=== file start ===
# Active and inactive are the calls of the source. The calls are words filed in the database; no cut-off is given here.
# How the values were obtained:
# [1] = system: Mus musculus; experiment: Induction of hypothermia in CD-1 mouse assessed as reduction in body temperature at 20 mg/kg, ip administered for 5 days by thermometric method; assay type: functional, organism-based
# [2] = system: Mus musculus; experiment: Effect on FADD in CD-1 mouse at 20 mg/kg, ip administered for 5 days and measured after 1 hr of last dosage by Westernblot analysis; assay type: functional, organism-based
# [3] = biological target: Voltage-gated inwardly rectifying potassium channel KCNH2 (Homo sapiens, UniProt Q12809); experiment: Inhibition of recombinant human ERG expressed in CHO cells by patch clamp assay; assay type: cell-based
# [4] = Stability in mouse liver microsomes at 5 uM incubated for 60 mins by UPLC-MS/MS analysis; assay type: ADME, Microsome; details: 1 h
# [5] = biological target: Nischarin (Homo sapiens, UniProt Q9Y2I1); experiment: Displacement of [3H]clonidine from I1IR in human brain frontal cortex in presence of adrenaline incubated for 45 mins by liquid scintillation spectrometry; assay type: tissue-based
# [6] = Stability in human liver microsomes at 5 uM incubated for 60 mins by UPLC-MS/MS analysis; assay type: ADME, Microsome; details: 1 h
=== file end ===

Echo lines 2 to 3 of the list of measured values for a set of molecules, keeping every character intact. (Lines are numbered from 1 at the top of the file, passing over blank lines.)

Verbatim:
# How the values were obtained:
# [1] = system: Mus musculus; experiment: Induction of hypothermia in CD-1 mouse assessed as reduction in body temperature at 20 mg/kg, ip administered for 5 days by thermometric method; assay type: functional, organism-based